Kaplan really goes all over the map in this book and seems to contradict himself again and again. One such example is with his general theories of the haunting being untrue. In some instances Kaplan seems to suggest that the Lutzes were involved with Bill Weber (DeFeo’s defense attorney) in concocting the fake haunting as a possible means of securing a new trial for the mass murderer. At other times Kaplan suggests that the Lutzes misinterpreted the events — that they were merely dreams or hallucinations.

But if the Lutzes had dreamt or hallucinated the events, then their story wouldn’t be a hoax. That would mean they really did think these paranormal events were happening, but were mistaken. And that is quite different from them making the whole story up out of thin air in an attempt to either make money or to help Bill Weber get his client charged with a lesser crime. Kaplan doesn’t seem to care whether the Lutzes were hallucinating or whether they outright lied, his main goal is to somehow show the haunting wasn’t real — like an outlaw sheriff attempting to put a man behind bars, no matter what trumped-up charge does the trick. The ends justify the means.

Unethical? Lets look at how Kaplan addresses the question of ethics in these two short excerpts from The Amityville Horror Conspiracy. The first is from the Feb 18, 1976 entry on page 26:

I was also called by a network TV news program in Manhattan. They wanted me to go on the air to talk about the “haunted house.” I told them I had not yet investigated the house, and therefore it would not be ethical to discuss it.

So far, so good — but look what happens the following day — Feb 19, 1976:

To end my involvement in the case once and for all, I called the Long Island Press and told them the investigation was off, elaborating on my suspicions of a set-up to reporter Thomas Condon.

In the space of one day Kaplan breaks his own code of ethics by discussing a case he had not investigated — and more than discuss it, Kaplan condemns it as a hoax! All without any investigation being conducted.

But why didn’t Kaplan investigate the house in February of 1976 as originally planned? Why was that investigation suddenly cancelled? Some claim Lutz got cold feet after being warned how Kaplan would expose any possible evidence of a hoax to the public. Others claim that it was George who cancelled after he discovered Kaplan’s credentials didn’t check out. So, what’s the truth?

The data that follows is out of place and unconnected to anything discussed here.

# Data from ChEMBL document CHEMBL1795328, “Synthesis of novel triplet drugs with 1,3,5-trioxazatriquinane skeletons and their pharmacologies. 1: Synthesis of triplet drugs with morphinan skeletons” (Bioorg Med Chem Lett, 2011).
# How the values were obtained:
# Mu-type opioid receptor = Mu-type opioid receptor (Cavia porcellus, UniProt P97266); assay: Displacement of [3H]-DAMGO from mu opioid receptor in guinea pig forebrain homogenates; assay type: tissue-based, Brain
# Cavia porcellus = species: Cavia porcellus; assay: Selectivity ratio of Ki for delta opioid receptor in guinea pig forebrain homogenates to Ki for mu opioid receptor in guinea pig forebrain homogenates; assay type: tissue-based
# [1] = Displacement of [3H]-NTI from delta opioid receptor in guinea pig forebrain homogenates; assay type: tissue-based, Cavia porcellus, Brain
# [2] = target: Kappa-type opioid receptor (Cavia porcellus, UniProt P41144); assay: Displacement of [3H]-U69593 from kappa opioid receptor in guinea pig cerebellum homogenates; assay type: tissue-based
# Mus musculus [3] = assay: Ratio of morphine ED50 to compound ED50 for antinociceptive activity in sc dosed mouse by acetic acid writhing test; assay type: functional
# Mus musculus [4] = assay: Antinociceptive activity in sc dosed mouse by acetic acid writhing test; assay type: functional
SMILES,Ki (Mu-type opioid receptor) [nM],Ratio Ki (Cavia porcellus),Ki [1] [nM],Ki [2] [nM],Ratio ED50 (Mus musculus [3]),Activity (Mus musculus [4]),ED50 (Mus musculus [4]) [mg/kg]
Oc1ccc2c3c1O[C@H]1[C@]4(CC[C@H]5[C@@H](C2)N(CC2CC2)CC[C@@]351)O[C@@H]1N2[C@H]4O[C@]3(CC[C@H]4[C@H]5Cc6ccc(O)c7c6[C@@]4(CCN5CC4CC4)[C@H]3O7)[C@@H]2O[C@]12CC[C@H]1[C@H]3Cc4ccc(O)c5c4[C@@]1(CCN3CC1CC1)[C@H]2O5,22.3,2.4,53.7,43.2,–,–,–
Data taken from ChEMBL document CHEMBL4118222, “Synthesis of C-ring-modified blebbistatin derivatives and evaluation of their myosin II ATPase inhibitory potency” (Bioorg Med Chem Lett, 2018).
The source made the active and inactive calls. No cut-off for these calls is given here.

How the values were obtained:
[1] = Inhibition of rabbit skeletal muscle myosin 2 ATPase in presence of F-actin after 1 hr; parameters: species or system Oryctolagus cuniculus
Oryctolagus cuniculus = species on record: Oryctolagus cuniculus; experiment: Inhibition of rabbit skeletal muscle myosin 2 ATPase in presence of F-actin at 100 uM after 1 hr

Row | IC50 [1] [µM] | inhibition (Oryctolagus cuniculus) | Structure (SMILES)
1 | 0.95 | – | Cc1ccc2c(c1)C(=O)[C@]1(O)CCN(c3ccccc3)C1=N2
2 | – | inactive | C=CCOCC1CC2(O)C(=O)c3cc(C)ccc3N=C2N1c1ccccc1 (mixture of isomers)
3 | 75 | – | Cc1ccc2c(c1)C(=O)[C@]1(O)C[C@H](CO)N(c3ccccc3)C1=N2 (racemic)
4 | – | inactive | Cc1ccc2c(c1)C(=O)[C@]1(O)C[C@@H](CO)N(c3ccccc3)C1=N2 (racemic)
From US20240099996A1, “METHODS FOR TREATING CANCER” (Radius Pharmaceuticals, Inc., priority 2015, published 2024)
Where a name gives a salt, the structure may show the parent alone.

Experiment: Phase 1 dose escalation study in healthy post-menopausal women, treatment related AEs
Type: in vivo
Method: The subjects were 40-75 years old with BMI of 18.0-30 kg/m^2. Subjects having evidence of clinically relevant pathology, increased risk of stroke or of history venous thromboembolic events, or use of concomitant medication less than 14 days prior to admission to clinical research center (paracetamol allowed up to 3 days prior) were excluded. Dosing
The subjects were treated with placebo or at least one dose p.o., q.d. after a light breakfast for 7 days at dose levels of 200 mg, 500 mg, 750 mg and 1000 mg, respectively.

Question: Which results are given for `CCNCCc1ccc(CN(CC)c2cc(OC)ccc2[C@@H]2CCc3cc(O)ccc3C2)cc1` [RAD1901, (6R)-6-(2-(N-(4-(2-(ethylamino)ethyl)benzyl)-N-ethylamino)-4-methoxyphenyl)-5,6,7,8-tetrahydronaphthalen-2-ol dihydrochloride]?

In this book, Kaplan gives his side of the story, explaining that George didn’t want media attention and asked him not to speak to the press. Soon afterwards, Kaplan sees that George & Kathy held a press conference — so when a newspaper reporter calls later that evening, Kaplan feels it must now be okay to mention his upcoming investigation of the Amityville house.

The next day, Kaplan tells us about an angry phone call from George Lutz, asking why he spoke to the press. Kaplan mentions the Lutzes’ press conference, and George explains they only did that to clear up inaccurate reporting done on the matter. George ends the call by postponing the upcoming investigation until the press interest had died down. After that phone call, Kaplan discusses the matter with the people who were to handle the investigation. They discuss their various suspicions of the case, and decide that if and when George decided to reschedule the investigation, they would decline. Kaplan then picks up the phone — the very same night that George postponed the investigation — and phones a local reporter, telling him how he feels the Amityville haunting is all one big hoax.

So there you have it, straight from Stephen Kaplan, himself — the investigation was not cancelled by George Lutz, it was cancelled by Kaplan. Therefore the theory that the Lutzes were worried of being exposed by Kaplan simply doesn’t hold water.

So what does this all mean? Was the haunting real after all?

No one can prove a haunting is real in an age where science has yet to determine whether ghosts even exist. The Lutzes’ story can’t be authenticated. If it was a hoax, then there may be hope of uncovering that, but unfortunately this book consists of mere theories and speculation with no hard evidence to back it up. As the years go on, the mystery behind The Amityville Horror is likely to outlive you and I.